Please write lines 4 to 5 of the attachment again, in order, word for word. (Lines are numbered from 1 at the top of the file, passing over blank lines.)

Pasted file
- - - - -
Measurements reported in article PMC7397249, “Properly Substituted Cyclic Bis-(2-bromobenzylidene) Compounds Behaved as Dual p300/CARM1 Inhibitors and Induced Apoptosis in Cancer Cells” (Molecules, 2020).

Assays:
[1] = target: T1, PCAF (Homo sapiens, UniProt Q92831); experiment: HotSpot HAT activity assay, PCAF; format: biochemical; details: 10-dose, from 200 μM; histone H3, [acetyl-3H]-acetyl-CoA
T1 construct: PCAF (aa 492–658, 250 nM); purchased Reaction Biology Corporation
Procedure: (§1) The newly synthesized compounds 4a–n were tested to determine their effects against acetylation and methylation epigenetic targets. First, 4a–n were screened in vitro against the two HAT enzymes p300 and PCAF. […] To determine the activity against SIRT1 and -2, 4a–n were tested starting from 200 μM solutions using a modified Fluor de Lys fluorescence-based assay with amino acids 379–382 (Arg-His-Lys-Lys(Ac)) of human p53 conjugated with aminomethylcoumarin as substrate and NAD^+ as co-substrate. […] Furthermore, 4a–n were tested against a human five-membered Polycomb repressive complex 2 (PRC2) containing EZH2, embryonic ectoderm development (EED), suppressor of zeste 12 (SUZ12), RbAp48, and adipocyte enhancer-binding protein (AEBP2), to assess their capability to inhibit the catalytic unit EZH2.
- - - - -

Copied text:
T1 construct: PCAF (aa 492–658, 250 nM); purchased Reaction Biology Corporation
Procedure: (§1) The newly synthesized compounds 4a–n were tested to determine their effects against acetylation and methylation epigenetic targets. First, 4a–n were screened in vitro against the two HAT enzymes p300 and PCAF. […] To determine the activity against SIRT1 and -2, 4a–n were tested starting from 200 μM solutions using a modified Fluor de Lys fluorescence-based assay with amino acids 379–382 (Arg-His-Lys-Lys(Ac)) of human p53 conjugated with aminomethylcoumarin as substrate and NAD^+ as co-substrate. […] Furthermore, 4a–n were tested against a human five-membered Polycomb repressive complex 2 (PRC2) containing EZH2, embryonic ectoderm development (EED), suppressor of zeste 12 (SUZ12), RbAp48, and adipocyte enhancer-binding protein (AEBP2), to assess their capability to inhibit the catalytic unit EZH2.